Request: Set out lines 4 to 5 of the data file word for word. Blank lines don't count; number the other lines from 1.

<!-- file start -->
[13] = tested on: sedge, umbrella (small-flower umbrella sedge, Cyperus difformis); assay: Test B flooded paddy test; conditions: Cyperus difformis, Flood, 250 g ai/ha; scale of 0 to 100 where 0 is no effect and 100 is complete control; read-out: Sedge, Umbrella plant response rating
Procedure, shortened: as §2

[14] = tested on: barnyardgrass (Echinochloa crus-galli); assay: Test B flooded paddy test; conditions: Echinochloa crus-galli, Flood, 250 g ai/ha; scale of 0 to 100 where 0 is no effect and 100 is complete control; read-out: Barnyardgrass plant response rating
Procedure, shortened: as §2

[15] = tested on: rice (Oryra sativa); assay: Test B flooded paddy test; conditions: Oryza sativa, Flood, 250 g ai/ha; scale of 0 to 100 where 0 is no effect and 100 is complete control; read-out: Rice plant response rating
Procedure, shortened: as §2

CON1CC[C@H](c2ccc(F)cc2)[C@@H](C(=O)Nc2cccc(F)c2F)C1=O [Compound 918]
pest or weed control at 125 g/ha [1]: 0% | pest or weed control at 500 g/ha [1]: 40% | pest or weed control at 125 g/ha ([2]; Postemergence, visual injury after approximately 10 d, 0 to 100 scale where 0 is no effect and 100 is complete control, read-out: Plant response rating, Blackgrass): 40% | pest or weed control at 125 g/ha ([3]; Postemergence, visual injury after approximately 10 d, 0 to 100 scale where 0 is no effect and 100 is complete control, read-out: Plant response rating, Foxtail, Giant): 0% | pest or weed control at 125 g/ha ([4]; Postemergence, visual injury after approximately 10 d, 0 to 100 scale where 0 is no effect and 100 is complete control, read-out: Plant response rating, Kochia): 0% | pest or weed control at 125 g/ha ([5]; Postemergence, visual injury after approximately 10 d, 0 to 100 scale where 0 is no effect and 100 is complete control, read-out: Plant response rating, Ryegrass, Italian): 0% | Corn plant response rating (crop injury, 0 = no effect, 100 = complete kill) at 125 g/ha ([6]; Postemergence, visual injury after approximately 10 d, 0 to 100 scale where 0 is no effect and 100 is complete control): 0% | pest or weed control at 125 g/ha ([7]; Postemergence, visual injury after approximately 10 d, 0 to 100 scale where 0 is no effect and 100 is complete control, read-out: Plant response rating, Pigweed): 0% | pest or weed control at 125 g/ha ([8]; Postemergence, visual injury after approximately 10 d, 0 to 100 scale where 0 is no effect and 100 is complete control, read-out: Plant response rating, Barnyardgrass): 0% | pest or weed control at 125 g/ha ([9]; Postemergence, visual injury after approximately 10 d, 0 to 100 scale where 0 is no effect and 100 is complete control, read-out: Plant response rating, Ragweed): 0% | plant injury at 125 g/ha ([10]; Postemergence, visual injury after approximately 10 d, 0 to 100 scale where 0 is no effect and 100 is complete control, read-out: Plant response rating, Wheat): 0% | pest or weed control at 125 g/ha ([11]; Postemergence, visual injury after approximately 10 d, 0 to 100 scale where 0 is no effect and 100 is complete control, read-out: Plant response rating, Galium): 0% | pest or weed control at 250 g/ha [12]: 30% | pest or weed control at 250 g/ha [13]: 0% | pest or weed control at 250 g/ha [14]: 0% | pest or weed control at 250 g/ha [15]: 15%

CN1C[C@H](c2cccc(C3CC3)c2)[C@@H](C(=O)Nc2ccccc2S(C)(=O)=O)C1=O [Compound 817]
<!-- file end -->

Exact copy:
Procedure, shortened: as §2

[15] = tested on: rice (Oryra sativa); assay: Test B flooded paddy test; conditions: Oryza sativa, Flood, 250 g ai/ha; scale of 0 to 100 where 0 is no effect and 100 is complete control; read-out: Rice plant response rating